In the Trans-Carpathian village of Berehovo, right on the border with the European Union [Hungary], hundreds of people are living behind a concrete wall. In shacks made of earth and wood, in incredible poverty.

Smelly rooms with cracked and mouldy walls sealed with cardboard and rags, with leaky ceilings, clay floors and plastic sheets for windows serve as homes for local Roma families with their many children. It’s a nationality that – as confirmed by human rights organisations from Ukraine – just gets in everyone’s way.

Just before the European Football Championship began, the gypsy camp in the Kiev suburb of Berezniaky was burned down. Probably because the Roma had built their shanties near the railway tracks, which would be bringing thousands of fans to the football championships.

400,000 Roma live in the Ukraine

Not even in the closed ghettos, where they live “among their own”, can the Ukrainian Roma be said to be thriving. Those in Berehovo sleep on bunks made of hay, rags and cardboard. In courtyards crowded with junk and garbage, extremely unappetising food is cooked right on the ground, in big kettles hung above an open fire. Free-roaming dogs sniff at dirt-crusted potatoes, and linen is washed in dirty water. At least here nobody is attacking us, they say.

Naked young children roll in the dust and horse manure in the Transcarpathian village. The only signs of civilisation are mobile phones and satellite dishes on roofs with holes in them.

“We cook in dirty and stinking water. All the children have diarrhoea. We’re praying for at least one pump,” says Aranka, who lives on the Berehovo “reservation” with eight children. Adults and children, they say, suffer from dysentery and tuberculosis. The shanties are full of rats, against which the Roma deploy scrawny tomcats, often tied to a string. Roma young and old fight lice with hair dye. Even toddlers sport bright red hair.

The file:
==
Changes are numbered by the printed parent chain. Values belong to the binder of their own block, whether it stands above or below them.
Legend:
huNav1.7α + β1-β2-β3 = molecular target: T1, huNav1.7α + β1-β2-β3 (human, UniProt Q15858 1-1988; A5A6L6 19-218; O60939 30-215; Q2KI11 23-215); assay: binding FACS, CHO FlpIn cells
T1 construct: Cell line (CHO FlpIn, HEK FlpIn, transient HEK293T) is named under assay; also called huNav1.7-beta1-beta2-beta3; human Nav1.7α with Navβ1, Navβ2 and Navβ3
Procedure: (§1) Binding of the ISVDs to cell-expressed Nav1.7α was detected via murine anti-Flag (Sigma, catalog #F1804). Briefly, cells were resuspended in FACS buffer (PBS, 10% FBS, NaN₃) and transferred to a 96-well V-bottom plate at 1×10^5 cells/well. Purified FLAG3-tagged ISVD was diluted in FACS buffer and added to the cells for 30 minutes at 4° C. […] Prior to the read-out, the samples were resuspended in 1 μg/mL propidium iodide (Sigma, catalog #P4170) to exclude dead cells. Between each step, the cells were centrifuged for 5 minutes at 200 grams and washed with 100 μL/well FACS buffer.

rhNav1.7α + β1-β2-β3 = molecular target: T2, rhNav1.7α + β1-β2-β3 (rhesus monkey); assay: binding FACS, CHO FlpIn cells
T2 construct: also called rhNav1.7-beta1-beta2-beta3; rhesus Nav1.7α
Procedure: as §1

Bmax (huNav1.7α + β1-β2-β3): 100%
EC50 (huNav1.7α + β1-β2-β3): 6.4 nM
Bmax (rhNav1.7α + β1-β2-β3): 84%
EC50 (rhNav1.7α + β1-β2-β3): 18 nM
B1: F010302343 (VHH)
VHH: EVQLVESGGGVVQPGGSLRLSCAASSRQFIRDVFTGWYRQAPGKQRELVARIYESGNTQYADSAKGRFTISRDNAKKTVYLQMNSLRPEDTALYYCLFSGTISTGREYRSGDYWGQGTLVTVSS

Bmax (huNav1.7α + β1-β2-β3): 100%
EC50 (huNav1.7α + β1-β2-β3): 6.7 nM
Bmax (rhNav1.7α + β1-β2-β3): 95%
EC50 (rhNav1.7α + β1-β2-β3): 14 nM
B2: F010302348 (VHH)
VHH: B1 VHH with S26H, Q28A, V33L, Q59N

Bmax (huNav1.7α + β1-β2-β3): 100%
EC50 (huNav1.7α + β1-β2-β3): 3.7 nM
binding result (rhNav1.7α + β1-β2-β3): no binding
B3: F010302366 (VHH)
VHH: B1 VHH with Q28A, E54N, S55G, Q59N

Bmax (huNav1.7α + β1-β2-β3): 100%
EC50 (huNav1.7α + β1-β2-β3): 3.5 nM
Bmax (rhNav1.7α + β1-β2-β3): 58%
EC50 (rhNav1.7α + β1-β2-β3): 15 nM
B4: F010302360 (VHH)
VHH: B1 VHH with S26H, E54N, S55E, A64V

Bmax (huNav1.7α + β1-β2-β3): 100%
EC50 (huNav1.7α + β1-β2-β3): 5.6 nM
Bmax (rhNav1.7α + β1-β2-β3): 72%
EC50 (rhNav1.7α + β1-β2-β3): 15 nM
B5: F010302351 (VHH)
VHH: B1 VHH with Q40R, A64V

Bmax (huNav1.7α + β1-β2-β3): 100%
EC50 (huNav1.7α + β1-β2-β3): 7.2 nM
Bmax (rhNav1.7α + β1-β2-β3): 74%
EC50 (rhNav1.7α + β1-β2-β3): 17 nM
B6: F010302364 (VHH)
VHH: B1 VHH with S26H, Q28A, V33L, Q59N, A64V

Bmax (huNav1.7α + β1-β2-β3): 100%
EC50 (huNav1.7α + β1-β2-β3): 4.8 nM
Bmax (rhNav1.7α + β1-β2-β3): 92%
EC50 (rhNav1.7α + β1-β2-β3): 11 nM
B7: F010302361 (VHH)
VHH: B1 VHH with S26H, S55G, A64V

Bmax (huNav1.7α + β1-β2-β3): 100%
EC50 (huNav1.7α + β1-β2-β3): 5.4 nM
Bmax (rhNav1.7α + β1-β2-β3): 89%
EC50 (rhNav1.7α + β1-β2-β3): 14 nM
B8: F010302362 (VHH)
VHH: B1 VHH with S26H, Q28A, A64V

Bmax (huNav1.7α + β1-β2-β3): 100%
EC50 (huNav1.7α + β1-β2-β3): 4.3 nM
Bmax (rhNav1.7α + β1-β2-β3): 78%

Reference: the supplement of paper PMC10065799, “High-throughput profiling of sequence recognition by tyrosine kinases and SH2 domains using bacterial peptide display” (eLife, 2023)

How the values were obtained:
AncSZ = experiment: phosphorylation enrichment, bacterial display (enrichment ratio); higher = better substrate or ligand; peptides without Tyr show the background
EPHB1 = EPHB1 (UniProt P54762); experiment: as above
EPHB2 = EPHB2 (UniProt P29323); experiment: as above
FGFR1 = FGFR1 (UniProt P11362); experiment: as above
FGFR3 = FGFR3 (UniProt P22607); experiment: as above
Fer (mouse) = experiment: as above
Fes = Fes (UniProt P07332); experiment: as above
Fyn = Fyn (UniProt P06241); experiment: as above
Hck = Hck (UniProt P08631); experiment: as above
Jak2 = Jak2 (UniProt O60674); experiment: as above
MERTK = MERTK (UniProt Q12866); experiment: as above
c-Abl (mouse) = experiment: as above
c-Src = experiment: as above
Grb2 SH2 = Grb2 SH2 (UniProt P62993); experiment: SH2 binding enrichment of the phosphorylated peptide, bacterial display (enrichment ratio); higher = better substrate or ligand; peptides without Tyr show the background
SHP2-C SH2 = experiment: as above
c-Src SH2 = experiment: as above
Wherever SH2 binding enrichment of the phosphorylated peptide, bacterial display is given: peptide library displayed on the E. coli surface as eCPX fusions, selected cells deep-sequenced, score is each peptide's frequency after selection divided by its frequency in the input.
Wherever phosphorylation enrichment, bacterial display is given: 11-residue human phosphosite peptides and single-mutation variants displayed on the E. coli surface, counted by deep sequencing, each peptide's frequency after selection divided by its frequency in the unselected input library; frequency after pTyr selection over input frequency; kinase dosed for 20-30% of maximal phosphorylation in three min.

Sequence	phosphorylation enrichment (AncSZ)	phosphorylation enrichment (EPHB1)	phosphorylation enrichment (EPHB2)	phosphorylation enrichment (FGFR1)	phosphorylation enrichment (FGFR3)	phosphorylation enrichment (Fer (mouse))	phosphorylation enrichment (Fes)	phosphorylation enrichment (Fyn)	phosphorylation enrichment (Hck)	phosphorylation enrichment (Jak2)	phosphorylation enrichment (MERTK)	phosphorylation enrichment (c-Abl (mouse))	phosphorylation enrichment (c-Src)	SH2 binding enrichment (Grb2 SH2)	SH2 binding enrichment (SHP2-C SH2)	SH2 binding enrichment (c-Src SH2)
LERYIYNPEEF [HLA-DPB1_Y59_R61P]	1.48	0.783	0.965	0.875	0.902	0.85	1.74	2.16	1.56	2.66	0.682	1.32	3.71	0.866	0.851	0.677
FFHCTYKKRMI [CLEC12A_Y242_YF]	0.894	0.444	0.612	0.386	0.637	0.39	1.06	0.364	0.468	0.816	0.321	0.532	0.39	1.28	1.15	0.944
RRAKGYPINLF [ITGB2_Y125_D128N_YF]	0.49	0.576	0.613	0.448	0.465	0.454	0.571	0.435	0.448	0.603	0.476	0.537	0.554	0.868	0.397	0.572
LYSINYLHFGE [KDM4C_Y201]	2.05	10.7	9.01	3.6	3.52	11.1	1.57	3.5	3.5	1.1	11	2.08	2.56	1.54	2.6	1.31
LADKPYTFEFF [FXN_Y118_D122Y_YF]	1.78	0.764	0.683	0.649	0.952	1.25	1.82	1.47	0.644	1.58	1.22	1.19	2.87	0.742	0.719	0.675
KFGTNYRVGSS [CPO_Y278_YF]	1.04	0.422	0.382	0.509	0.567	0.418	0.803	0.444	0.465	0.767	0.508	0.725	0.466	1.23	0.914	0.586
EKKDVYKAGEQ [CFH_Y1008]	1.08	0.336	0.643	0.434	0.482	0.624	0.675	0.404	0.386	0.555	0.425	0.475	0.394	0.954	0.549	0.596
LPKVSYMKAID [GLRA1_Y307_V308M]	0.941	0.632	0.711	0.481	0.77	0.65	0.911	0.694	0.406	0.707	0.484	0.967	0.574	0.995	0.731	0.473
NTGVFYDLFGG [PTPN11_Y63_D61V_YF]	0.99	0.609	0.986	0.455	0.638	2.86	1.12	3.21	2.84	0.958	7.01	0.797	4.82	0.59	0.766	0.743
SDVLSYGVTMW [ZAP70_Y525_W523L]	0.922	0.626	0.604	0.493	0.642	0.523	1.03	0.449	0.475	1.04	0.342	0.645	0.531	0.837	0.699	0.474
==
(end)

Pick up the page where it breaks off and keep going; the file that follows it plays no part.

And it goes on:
According to statistics from Roma organisations, up to 400,000 Roma live in the Ukraine. Rudolf Papp, representative of the NGO “Future of Berehovo Roma”, says it is difficult even to determine precisely how many people are living behind the concrete wall of the settlement.

“We have equal legal standing”

Families are constantly in search of better livelihoods. Their only income is often social benefits, such as birth and parental allowances and the pensions of older family members. The problem, it appears, is that many Roma in Ukraine have no documents and so cannot apply for the benefits.

The Roma aren’t complaining about the life “behind the wall”. According to Papp, the wall around the Roma settlement is comfortable for the Roma community and suits the local residents too. Nobody forces them to stay there, and they can move about as they please.

“We have equal legal standing with the Ukrainians and Hungarians. Our children can go to school and women can give birth in hospitals,” Papp says. He admits, however, that not all Roma make use of these privileges.

The main problem, as he sees it, is that men cannot get work because of their nationality. Families often live by sending their children to beg and old women to “work” in the markets or train stations. Some of the Roma evidently traffic in drugs. Their camps are resplendent with good things. They live in houses behind castellated walls and ride about in limousines.

According to Vitaly Kulik, Director of the Research Centre for Civil Society Problems, integrating Roma into society is a huge problem.

The romance is long gone

“In Soviet times the authorities tried to handle relations through the so-called barons. These informal mechanisms failed, though, and created room for even greater criminalisation of this community,” he said.

According to human rights workers, Roma in Ukraine are a totally neglected community that no one takes any interest in. “It's a nation that’s been forgotten. The government does not want to bother with them, because solving their problems would cost a huge amount of money. They’re considered a marginal ethnic group,” reported the radio station Radio Liberty, quoting Volodymyr Batčajev from the Ukrainian Association for Monitoring Compliance with Human Rights.

In Soviet times the authorities tried to integrate Roma into mainstream society forcibly. Nomadic life was outlawed, Roma children had to attend school and men had to work, primarily in agriculture.

Roma culture was also promoted. A forthright cult film, “Queen of the Gypsies”, directed by the Moldovan director Emil Lotianu, was shot right in the Transcarpathian villages.

The romance of films is long gone from the Roma camps, and today they are dominated by misery and crime. As in other European countries, Roma society is despised in the Ukraine. The only thing still popular about it are restaurants with colourful gypsy bands.